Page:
The case for widening our pool of jurors
The Basic Law rightly preserves the system of trial by jury. In principle, the system - inherited from Britain, where it dates back many hundreds of years - provides for defendants in criminal cases to be tried 'by their peers' - drawn randomly from the community as a whole.
In Hong Kong, however, the jury system does not work in strict adherence to this principle. The law provides that jurors must have sufficient knowledge of the language - in Chinese or English as the case may be - of the court proceedings. In practice, because a Form Seven education is generally considered to be necessary to meet the requirement, juries here typically comprise well-educated people. Many defendants, therefore, are unlikely to feel they are being tried by people from a similar background to themselves. Also, people from certain professions enjoy an exemption from this important civic duty.
Such circumstances have not been detrimental to the rule of law here; while Hong Kong generally delivers more guilty verdicts than other jurisdictions that also follow common law, our juries have a good reputation internationally for understanding the proceedings and reaching decisions based on the evidence. If the system is going to be tampered with, there needs to be a good reason for it.
Nonetheless, legal systems cannot be static and must move with the times. The Law Reform Commission aims to ensure these objectives are fulfilled, and broadening the jury pool is among recommendations it intends to submit to legislators.
Impetus for a review of our jury system began after the findings of a study in England concluded that problems among juries there were best resolved through making fewer professions exempt from duty. Having inherited our legal system from England, we have a similar exemption list - judges, police and pilots among them.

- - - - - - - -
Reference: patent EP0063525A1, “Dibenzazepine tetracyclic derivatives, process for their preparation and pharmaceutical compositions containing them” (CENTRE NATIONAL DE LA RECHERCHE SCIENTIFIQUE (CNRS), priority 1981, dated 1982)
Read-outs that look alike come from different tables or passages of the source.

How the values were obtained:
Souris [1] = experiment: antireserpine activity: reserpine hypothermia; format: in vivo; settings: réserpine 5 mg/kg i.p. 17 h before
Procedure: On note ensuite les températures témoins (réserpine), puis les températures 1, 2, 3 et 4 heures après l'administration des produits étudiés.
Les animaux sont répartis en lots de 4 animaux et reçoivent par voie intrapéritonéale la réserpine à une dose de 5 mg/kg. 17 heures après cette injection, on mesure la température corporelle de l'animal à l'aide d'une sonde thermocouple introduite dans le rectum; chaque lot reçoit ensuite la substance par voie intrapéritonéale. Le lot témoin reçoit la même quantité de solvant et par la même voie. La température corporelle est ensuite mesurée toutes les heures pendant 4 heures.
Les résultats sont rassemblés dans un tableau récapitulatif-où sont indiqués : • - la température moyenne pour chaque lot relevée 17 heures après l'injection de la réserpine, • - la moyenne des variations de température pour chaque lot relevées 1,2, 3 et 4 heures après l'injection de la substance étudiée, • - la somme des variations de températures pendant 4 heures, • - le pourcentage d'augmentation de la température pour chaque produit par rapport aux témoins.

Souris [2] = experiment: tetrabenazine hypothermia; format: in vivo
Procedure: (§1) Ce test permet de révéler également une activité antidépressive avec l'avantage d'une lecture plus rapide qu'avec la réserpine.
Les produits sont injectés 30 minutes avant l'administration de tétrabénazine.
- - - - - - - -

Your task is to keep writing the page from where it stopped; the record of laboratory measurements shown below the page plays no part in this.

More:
With England having abolished such a system in favour of determining who should be exempt from jury duty on a case-by-case basis, it would be natural that Hong Kong should consider following suit. Our small jury pool would in the process be enlarged, easing the burden on those who already qualify for service.
It must be remembered, however, that the English reforms were the result of problems with juries which have not really arisen in Hong Kong. The exemptions of so many professions meant that the quality of English juries, drawn from a much wider pool than in Hong Kong, was regarded as having been impaired. Allowing the exempted professionals to sit on juries was intended to raise standards. By contrast, it could safely be said that we have 'elite' juries here.
Changing the rules on exemptions would nonetheless be worthwhile. As we report today, the idea that there should be so many exemptions is an odd one. Former principal magistrate Ian Candy makes the valid point that there is no need to exempt police from jury service, for example. But while pruning the list of people who are exempt from serving would be a good step, the reforms should not stop there. Our longer-term objective should be to make as many people as possible eligible for juries.
Given the importance of the rule of law, this cannot be rushed into. Reform has to take place gradually, with each step and its implications carefully considered. Widening the pool of jurors would, inevitably, give rise to practical problems and cost implications which would need to be resolved.
Jury duty is perhaps the most important civic service any member of the community can perform. It ensures that society's legal expectations are met and that citizens have a say in the process.
The commission's planned recommendations move Hong Kong along that path - but the process should not stop there.